Investing.com – Here are the top five things you need to know in financial markets on Wednesday, July 3:

1. U.S. stocks set for fresh record highs in holiday trade

After two straight sessions of record closes for the , the global equity benchmark looked set to continue the rally higher in holiday-thinned trade.

gained 64 points, or 0.2%, by 5:20 AM ET (9:20 GMT), rose 8 points, or 0.3%, while climbed 31 points, or 0.4%.

The New York Stock Exchange will close its doors early at 1:00 PM ET (17:00 GMT) and remain shut on Thursday for the Fourth of July holiday.

on bets for further monetary policy easing, while as they priced in concerns over a new list of European products that the U.S. could target with tariffs, announced while the region’s markets were closed Tuesday.

2. European bond yields hit record lows as Lagarde chosen for ECB

European bond yields hit record lows on Wednesday as IMF chief Christine Lagarde was nominated to replace European Central Bank President Mario Draghi when he vacates the post in November.

Investors are betting that Lagarde will follow Draghi’s path of further monetary easing amid faltering global growth.

and yields on 10-year sovereign debt pushed further into negative territory while turned negative for the first time ever, meaning investors are willing to pay to hold the debt until maturity.

In a separate nomination also designed to break male dominance at top European institutions, Germany’s Minister of Defense Ursula von de Leyen was named to .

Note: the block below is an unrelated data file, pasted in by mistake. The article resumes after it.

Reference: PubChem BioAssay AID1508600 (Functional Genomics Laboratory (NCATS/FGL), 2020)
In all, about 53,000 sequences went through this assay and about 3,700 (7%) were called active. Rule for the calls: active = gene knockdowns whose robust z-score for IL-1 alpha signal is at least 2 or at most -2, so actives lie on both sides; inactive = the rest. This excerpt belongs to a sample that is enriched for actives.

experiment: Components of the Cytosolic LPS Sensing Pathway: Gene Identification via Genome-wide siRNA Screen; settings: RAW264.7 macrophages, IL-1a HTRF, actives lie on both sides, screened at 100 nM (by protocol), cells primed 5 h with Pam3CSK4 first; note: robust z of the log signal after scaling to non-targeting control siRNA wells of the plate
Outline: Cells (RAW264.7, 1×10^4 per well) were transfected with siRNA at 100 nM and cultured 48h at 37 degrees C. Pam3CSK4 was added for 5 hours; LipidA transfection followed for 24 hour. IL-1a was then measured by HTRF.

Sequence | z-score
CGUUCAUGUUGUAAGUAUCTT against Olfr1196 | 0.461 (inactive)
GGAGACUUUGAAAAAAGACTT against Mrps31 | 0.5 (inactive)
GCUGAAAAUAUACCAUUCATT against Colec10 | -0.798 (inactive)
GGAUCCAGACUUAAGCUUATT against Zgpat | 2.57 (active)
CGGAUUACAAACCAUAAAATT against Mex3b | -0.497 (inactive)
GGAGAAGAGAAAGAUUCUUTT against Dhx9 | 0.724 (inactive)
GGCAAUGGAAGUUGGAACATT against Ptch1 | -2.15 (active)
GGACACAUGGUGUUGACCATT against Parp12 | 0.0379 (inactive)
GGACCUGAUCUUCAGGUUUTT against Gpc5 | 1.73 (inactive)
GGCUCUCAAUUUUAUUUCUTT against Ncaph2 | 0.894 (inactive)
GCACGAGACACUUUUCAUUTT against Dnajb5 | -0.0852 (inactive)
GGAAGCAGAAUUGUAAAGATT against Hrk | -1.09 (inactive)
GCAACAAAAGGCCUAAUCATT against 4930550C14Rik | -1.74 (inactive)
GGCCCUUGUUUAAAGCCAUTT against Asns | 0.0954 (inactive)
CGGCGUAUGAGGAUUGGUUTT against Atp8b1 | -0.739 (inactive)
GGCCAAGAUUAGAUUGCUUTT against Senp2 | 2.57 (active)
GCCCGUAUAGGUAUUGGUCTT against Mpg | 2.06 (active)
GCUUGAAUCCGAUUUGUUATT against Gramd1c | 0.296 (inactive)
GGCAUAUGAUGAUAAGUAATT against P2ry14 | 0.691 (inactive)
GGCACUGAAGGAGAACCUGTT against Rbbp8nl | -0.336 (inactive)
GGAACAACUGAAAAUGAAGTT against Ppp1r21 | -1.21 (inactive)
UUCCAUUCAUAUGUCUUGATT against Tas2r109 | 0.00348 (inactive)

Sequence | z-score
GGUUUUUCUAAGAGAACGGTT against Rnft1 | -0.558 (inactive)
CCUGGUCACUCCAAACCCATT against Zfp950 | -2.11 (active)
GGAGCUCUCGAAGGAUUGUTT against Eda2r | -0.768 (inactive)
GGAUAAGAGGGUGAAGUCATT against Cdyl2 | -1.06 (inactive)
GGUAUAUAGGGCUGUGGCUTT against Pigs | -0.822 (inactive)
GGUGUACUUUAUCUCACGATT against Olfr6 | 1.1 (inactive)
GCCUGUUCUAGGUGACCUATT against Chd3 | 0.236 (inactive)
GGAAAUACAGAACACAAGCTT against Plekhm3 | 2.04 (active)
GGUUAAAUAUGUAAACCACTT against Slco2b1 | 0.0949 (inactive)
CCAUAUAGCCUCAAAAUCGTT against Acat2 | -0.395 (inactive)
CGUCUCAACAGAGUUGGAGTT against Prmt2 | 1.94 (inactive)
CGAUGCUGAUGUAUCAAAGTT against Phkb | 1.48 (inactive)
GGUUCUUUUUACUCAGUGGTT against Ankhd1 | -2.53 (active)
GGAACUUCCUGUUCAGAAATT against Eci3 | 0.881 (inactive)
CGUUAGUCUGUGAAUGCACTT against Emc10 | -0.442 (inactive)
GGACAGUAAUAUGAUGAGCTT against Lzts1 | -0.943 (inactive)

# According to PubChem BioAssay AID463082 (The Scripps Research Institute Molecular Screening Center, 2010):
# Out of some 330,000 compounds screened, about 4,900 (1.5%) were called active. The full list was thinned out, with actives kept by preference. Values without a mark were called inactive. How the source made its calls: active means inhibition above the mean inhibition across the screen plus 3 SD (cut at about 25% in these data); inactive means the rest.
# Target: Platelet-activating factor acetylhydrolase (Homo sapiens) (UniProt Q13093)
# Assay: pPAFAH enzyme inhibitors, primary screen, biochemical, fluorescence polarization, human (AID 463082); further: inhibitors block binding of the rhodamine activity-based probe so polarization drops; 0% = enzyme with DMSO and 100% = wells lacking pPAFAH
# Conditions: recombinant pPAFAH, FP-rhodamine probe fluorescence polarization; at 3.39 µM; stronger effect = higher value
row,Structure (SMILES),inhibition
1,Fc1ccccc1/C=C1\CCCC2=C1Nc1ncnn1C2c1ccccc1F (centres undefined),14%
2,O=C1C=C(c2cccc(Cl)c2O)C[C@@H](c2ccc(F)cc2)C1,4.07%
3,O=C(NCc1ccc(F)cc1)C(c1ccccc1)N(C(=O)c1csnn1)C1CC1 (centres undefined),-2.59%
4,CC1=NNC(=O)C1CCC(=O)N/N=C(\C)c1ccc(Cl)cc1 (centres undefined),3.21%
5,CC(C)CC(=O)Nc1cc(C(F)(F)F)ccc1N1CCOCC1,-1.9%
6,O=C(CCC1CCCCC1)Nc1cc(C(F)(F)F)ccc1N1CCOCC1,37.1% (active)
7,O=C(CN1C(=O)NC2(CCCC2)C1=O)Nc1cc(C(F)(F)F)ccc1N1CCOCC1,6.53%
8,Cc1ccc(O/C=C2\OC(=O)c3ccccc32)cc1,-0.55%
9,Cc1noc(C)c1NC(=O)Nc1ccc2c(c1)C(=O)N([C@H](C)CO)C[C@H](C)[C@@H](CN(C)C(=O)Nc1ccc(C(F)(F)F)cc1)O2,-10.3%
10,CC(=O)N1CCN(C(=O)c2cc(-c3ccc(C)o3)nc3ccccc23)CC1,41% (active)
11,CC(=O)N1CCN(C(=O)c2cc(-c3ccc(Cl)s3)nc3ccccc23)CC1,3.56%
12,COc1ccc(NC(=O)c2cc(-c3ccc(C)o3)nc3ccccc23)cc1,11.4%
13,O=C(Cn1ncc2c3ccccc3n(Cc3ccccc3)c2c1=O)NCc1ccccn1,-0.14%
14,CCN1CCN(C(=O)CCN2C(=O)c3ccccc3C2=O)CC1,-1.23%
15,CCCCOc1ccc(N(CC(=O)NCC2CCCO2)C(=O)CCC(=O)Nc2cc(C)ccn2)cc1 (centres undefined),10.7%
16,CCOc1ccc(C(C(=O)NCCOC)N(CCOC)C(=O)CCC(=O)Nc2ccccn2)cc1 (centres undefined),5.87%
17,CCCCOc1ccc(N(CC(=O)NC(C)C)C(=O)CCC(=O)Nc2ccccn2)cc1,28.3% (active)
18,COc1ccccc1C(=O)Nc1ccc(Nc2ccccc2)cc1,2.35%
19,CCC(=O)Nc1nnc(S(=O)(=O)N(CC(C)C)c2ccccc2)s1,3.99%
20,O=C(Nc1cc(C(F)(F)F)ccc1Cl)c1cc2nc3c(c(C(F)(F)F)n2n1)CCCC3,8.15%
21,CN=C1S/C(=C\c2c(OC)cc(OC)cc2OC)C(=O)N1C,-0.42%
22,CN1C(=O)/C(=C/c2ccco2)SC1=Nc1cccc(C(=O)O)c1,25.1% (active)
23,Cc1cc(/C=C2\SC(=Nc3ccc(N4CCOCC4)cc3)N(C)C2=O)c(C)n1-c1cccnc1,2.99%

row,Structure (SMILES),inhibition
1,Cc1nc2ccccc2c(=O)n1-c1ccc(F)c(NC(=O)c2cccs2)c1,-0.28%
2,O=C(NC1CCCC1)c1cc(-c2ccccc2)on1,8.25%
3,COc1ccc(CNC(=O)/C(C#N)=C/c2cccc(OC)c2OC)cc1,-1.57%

3. Trump chooses Fed nominees

U.S. President Donald Trump announced via Twitter that he Christopher Waller, an executive vice president at the Federal Reserve Bank of St. Louis, and Judy Shelton, the U.S. director of the European Bank for Reconstruction and Development and former economic adviser during Trump’s 2016 campaign, to vacant posts on the Federal Reserve Board.

Shelton has previously said that, if appointed, she would lower interest rates to 0% in one to two years, mirroring recent calls from Trump for the Fed to .

Waller has written about the danger of an inverted yield curve, which occurs when rates on short-term debt surpass yields on longer-term government bonds, which some believe to be an indication of an upcoming recession.

Both candidates would be subject to confirmation by the Senate.

4. Services activity, labor data on tap

A swathe of economic data is set for release on Wednesday ahead of the upcoming Fourth of July holiday.

The Institute of Supply Management’s gauge of for June along with for May will provide indications of whether the American economy remains on track despite external pressures.

Labor market data will also be in the spotlight ahead of Friday’s .

Private payroll processor ADP will release its number for for June, while the U.S. Department of Labor will release its .

5. Oil prices rise on hopes for U.S. inventory draw

on Wednesday ahead of official government data on inventories that is expected to show a third straight weekly decline.

The American Petroleum Institute’s , released late Tuesday, showed a draw of 5.0 million barrels, outpacing forecasts of a decline of 2.96 million for the Energy Information Administration’s .

— Reuters contributed to this report.